• Windd 1.3 Final! (x86 and x64) - Matthieu Suiche’s blog !.  Get it!
  • Beta version of NirLauncher package is available to download. Nir Sofer has released a new tool of his that allows downloading and launching of his tools as a package-manager.  Really cool and neat.  Similar to KLS SOFT’s - WSCC - Windows System Control Center.
  • This Is a Photoshop and It Blew My Mind - Photosketch - Gizmodo.   Not forensics related but clever.  Do a stick-figure sketch of a image scene and feed it to Photosketch.  It will then find the different images and mash them up into a single image it creates/renders.  How cool is this!
  • .PhotoFilmStrip.  A freeware utility that allows you to create “Ken Burns” style panning in/out/across of still images into a video format.  Really neat.  Spotted and reviewed over at this freewaregenius post.

Finally, I really like using Universal Extractor to unpack setup files and examine them for no-install operation.  However, from time to time I encounter some packers that it can’t handle.  Usually related to newer versions of the compression software used.  I recently ran into just that issue with an Inno Setup package.  Fortunately, I just had to go over to innounp, the Inno Setup Unpacker and download this newer version, copying the files into the Universal Extractor folder and overwriting the older ones.  Unpacking working perfectly again.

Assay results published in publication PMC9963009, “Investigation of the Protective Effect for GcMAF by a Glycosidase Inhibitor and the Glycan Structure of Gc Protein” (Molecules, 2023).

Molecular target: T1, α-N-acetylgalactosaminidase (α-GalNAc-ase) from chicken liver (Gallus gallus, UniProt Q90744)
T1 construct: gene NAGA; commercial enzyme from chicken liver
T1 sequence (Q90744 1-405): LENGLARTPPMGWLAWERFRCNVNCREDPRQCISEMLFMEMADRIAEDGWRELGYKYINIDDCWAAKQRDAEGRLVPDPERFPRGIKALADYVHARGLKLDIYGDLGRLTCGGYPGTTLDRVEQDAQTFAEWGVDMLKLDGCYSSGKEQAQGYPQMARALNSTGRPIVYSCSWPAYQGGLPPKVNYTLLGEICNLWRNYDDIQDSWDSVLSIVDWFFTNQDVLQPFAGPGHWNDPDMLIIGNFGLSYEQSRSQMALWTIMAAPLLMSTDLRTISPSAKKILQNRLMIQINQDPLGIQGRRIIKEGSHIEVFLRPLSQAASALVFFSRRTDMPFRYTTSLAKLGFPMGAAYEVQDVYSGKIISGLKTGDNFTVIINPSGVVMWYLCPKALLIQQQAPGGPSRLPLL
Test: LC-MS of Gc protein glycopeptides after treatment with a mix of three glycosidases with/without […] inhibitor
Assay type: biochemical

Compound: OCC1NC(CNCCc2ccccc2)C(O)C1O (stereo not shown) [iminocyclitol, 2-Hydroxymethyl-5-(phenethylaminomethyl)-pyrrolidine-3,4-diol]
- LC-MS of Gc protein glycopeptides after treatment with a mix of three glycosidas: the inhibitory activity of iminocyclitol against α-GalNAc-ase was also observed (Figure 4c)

Special hat-tip of gratitude to Miles over at his TinyApps.Org Blog.  He has been kindly encouraging me behind the scenes on the back-channels in my recent un-plugged state and also tossing me some of the links noted above that I might have missed with the several hundreds of RSS feeds that had accumulated in my feed-reader that I had to cull through to get caught up.  He has had a number of interesting posts of his own lately including Unixy goodness: command compendiums, dd, acronym origins, and a shell stopwatch, dd block size, Wipe MBR / Track 0, and SFK.  If you aren’t RSS feeding TinyApps blog, you need to be or you are missing out! 


Claus V.